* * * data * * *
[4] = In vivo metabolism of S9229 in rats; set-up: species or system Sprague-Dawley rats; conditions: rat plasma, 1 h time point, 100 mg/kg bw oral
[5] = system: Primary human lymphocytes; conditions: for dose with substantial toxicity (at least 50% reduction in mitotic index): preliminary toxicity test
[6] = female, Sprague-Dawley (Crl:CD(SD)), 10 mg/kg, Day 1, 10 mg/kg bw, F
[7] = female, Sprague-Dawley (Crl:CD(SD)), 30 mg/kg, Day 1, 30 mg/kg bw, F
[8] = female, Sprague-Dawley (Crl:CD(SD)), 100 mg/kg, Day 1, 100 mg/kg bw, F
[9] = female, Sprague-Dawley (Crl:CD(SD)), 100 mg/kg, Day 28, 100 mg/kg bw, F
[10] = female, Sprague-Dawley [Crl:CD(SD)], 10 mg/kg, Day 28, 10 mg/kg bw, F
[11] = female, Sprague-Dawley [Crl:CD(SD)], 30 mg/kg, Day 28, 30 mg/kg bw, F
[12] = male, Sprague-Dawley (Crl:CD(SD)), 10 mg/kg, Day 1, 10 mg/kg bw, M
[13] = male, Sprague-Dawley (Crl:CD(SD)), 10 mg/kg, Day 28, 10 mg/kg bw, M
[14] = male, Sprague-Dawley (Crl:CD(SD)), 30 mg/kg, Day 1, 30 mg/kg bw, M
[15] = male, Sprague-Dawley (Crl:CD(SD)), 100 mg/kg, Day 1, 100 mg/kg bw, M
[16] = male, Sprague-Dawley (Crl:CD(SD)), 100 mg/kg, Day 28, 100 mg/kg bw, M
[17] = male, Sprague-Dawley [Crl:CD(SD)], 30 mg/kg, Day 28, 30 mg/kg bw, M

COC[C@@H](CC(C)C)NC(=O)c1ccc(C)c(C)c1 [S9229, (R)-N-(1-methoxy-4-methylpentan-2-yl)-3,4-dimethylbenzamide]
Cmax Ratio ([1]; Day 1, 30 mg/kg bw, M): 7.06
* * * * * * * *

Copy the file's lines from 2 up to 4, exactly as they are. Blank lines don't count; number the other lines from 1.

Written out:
[5] = system: Primary human lymphocytes; conditions: for dose with substantial toxicity (at least 50% reduction in mitotic index): preliminary toxicity test
[6] = female, Sprague-Dawley (Crl:CD(SD)), 10 mg/kg, Day 1, 10 mg/kg bw, F
[7] = female, Sprague-Dawley (Crl:CD(SD)), 30 mg/kg, Day 1, 30 mg/kg bw, F